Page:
4 key shifts in India’s Middle East Diplomacy

News Excerpt:

India’s quick call for de-escalation in the aftermath of Iran’s retaliatory strike against Israel stands in contrast to Delhi’s instant expression of solidarity with Israel at the highest political level immediately after the recent terror attack by Hamas.

That contrast highlights four broad transitions in India’s engagement with the region:

  • First, the call for regional restraint underlines the difference between responding to the brutality of a non-state actor’s terrorism and a conflict between two major state actors locked in a long-standing regional rivalry.
    • India’s stakes in the bilateral relationships with both Iran and Israel are huge, and it has never been a question of choosing between them.
    • If India were seen as taking “Israel’s side” on the Hamas attack, its position on Iran’s recent attack against Israel urging restraint would be viewed as “balanced” and in favour of regional peace.
  • Second, India’s call for de-escalation between Israel and Iran is about recognising the complexity of the region’s politics.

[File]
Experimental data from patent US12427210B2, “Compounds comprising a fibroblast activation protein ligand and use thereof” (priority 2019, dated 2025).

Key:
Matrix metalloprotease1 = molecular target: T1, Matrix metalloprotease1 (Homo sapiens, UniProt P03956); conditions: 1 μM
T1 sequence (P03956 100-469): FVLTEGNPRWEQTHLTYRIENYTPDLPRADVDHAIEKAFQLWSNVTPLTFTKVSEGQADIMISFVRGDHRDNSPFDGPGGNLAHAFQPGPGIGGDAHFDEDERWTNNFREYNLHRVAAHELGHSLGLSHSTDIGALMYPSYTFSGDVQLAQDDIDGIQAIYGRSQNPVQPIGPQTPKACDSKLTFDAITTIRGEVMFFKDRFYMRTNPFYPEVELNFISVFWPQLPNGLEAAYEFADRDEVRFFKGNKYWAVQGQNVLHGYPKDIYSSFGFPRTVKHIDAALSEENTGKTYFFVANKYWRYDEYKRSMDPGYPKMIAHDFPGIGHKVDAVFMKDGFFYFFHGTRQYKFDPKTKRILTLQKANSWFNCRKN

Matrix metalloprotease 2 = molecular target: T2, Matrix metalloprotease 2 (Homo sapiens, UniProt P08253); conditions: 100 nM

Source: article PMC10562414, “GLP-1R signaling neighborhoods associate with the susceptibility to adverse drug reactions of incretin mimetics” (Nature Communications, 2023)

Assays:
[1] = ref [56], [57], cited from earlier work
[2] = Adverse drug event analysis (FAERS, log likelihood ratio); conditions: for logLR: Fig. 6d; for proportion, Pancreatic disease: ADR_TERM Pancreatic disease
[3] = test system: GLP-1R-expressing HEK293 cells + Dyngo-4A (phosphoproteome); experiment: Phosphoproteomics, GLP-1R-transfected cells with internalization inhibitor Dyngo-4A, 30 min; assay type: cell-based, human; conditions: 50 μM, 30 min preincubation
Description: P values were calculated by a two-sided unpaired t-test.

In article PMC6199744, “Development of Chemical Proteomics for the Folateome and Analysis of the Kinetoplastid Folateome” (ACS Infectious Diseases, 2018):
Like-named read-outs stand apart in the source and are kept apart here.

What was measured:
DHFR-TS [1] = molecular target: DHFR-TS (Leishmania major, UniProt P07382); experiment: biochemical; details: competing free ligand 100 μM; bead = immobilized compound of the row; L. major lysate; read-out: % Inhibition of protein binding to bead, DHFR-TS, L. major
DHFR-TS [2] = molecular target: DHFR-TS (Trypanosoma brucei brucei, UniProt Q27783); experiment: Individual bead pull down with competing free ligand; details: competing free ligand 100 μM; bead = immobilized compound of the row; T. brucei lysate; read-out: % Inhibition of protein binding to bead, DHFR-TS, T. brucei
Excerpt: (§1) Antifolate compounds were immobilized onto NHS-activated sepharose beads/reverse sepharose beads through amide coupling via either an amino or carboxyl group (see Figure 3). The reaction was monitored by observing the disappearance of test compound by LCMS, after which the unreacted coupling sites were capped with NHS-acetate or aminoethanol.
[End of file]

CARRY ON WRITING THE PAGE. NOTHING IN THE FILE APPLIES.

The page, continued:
• In the past, India’s regional policy was framed in terms of contradictions between the West and the Middle East. Now, India pays attention to the region’s internal contradictions.
    • Inter-state and intra-state conflicts in the Middle East are deep and pervasive, and India will have to balance forever its engagement with key regional actors — Egypt, Iran, Israel, Qatar, Turkey, Saudi Arabia, and the United Arab Emirates — whose orientation and interests are different and often in conflict.
  • Third, India’s call for de-escalation also underlines that religion can’t be the dominant factor in dealing with the Middle East.
  • Fourth, non-ideological engagement with the region complements India’s expanding interests in the Middle East. 
    • India’s interests in the region are no longer limited to oil imports and labour exports.
    • The Gulf Arab states—especially Saudi Arabia and the United Arab Emirates—have emerged as India's major economic and political partners.
    • The Gulf Arab partnerships transcend the bilateral and have acquired a regional character in the wider Indian Ocean littoral. 
      • They are also critical in the realisation of the India Middle East Europe Corridor (IMEC), which is now at the top of India’s trans-regional agenda.
    • On its part, Iran has long been vital in shaping India’s relations with Afghanistan, Pakistan and Central Asia.

Way Forward:

The Middle-East is a demanding region, and dealing with it is not for the simple-minded or the faint-hearted. As a large neighbour with growing stakes in the Middle-East, India is fast learning to navigate the region’s unending conflict.

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